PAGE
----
Joseph Charles Murphy
Joseph C. Murphy (1927-2009) was a newspaper columnist and editor best known for “Pipe Dreams,” a column he wrote for more than 50 years.
Murphy arrived on Guam December 8, 1965 to run the Guam Daily News owned, at the time, by publisher Joseph Flores. With little staff, Murphy worked seven days a week covering local news, writing editorials, and his daily column “Pipe Dreams” in addition to putting together national and international news.
In 1970, a businessman from Hawaii, Chin Ho, bought the newspaper and resold it to Gannett, Inc. a year later. Murphy became the editor of the paper renamed, The Pacific Daily News. He continued to write his daily “Pipe Dreams” column and a daily editorial for many more years.
Murphy retired as Pacific Daily News editor in 1988 but continued to write his column until he died in 2009. “Pipe Dreams” was renamed “Murphy’s Law” after he quit smoking in 1998.
Coined “Only on Guam”
Throughout his professional life, Murphy documented the changes Guam experienced as it grew from a rural-based society with a population of about 60,000 and two traffic lights to an international tourist destination with a population of about 165,000 in 2009. His writings serve as a valuable record of a dynamic period in the history of modern Guam.
His favorite topics to write about were new development, the economy, innovative ideas and politics. In 1981 Daily News gave him an entire year to travel around the Pacific and write about other islands, comparing and contrasting governments, educational systems and economies.
He coined the phase “Only on Guam” as an occasional item in his column poking fun at the idiosyncrasies that make Guam such an interesting and unique place to live. Those “items” were published into two books, Guam is a Four Letter Word and Son of a Four Letter Word.
Murphy was born February 23, 1927 in Appleton, Wisconsin. An adventurer at heart, he left home at seventeen when he joined the US Navy during World War II.
In 1944 while home on leave from the navy he met Marion, the woman who would later become his wife. They wrote to each other for a year, and then World War II was over and he went home to finish high school with her. They eloped on the night of their high school graduation and were married for sixty-two years.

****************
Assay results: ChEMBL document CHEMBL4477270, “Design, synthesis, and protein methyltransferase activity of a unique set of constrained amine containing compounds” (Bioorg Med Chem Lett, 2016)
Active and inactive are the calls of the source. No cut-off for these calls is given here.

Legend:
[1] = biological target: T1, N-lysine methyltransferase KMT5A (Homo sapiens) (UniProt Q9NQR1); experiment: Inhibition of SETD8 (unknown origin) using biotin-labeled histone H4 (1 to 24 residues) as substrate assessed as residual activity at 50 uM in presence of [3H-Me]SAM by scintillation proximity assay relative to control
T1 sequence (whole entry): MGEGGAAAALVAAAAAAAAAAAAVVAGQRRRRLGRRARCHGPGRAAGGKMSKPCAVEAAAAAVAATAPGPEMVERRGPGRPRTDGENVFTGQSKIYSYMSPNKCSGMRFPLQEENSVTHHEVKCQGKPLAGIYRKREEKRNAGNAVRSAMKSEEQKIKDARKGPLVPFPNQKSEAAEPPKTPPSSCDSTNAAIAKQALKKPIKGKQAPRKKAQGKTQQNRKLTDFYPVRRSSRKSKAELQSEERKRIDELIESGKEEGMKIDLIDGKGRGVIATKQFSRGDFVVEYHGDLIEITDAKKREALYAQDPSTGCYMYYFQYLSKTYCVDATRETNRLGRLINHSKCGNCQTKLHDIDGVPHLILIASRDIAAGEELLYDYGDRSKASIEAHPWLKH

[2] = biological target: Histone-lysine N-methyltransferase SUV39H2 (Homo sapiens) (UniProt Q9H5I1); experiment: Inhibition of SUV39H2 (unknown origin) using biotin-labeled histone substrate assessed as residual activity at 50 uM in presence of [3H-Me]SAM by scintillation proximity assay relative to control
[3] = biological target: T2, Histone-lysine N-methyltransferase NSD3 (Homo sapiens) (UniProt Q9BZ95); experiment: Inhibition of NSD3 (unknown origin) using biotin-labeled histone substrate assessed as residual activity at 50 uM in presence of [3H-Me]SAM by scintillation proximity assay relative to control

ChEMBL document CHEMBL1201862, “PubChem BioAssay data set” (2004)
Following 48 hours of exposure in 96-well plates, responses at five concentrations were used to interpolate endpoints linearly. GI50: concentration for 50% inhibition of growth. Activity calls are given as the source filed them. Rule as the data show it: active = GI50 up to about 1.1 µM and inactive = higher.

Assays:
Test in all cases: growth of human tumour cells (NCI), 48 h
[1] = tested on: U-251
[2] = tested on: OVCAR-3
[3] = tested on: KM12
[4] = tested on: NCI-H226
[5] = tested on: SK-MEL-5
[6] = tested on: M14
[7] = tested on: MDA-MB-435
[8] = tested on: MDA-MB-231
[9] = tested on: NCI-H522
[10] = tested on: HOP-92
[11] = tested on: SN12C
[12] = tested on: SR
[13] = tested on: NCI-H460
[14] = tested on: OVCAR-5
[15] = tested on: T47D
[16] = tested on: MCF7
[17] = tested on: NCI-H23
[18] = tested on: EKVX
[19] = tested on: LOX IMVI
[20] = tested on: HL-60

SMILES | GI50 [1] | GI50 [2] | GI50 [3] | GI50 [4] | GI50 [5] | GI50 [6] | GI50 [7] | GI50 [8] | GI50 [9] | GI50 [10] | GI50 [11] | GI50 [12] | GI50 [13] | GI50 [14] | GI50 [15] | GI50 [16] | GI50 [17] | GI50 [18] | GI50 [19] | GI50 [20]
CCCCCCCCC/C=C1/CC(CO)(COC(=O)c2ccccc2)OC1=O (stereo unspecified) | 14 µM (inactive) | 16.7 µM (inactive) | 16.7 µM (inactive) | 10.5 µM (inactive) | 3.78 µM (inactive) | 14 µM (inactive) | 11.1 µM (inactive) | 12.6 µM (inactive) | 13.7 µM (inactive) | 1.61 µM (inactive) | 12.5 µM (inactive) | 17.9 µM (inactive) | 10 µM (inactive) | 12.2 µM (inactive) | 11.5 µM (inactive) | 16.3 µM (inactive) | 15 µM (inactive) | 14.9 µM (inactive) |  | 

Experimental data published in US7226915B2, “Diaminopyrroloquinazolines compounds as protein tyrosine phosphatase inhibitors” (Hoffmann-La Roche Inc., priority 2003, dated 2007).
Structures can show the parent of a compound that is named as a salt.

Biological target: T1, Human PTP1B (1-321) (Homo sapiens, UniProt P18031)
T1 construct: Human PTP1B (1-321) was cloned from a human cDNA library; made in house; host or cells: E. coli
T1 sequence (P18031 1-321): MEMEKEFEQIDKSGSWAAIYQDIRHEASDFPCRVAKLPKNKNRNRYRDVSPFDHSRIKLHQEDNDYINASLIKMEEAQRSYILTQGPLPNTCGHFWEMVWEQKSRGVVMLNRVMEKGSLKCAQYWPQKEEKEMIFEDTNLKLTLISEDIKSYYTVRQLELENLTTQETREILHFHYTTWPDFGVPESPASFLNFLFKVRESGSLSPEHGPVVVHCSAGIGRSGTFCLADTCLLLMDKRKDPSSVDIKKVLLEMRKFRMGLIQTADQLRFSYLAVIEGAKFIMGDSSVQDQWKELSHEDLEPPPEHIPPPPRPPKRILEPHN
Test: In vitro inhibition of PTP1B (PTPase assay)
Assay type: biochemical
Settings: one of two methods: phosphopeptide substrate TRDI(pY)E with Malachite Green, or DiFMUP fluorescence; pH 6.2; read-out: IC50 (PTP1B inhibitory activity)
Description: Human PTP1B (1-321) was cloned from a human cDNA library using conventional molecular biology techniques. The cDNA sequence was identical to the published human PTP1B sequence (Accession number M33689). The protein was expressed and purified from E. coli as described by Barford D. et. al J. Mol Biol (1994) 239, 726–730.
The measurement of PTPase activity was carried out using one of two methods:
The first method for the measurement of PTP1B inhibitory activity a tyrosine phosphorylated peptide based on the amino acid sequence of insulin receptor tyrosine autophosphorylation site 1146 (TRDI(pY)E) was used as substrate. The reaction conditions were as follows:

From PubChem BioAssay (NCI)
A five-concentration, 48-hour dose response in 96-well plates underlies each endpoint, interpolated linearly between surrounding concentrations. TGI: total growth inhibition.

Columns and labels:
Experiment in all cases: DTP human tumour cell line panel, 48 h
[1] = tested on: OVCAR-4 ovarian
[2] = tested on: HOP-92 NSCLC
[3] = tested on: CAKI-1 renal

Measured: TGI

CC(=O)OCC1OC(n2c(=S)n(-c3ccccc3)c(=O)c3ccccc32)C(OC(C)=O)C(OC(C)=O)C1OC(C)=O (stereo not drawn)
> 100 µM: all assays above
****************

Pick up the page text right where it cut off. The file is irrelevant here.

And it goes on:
He earned a degree in Journalism from the University of Wisconsin at Madison and worked as a journalist ever since. Murphy worked as a reporter, editor and columnist in Wisconsin, Oregon and California before taking a job on Guam in 1965.
Murphy arrived on Guam on the Feast day of Santa Marian Kamalen, the island’s patron saint, December 8th. This religious event is celebrated with a procession through Hagåtña. He joked that at first he thought that procession was a welcoming parade, just for him.
After relocating his large family to Guam, a few months later, he believed he had found his place in the world as most everyone had large Catholic families on Guam, just like his. The Murphy’s lived in Agat and then Camp Witek, Yona.
Murphy loved adventure and took advantage of offers to try things and write about them. One Liberation Day (July 21st), a celebration held on Guam to commemorate the end of the Japanese occupation during WWII, he parachuted from a small plane on a bet, breaking his leg in the process. He went to the depths of the sea on a navy submarine, rolled and dove with the showmen Blue Angels, and on the Christmas Drop to Micronesia. He also traveled by ship or on small planes to many islands in Micronesia for graduations and other news events.
He and his wife Marion traveled the world. After raising their eight children, the Murphy’s went to China the first year it was opened to Westerners, to Europe and Asia, traveling around the world at least twice. He loved to learn about history, geography, culture and politics, always looking for new ideas that might work on Guam, his beloved home, and shared those thoughts in his column in the Daily News.
He was a great believer in equality, pushing his daughters as well as his sons to find their passions and excel in life. He thought highly of people from all cultures. Because he and Marion’s attitudes were passed on to their children, they have dozens of grandchildren and great grandchildren who are not only Irish and German, but also Chamorro, Filipino, Palauan, Chuukese and African American.
Murphy always kept a pen and paper in a pocket to jot down notes for his column and wanted to write until his death. He left a legacy of writers, both among his own children, grandchildren and great grandchildren and many others who were inspired by his words and actions to become journalists.
He and Marion had eight children, twenty-six grandchildren and nineteen great grandchildren (as of 2010) as well as numerous nephews and nieces. In addition to his family, he and Marion took in students from Guam, Saipan, Yap and Chuuk while they attended school on Guam.
He died at the age of eighty-one on February 5, 2009 at his home in Yona, Guam.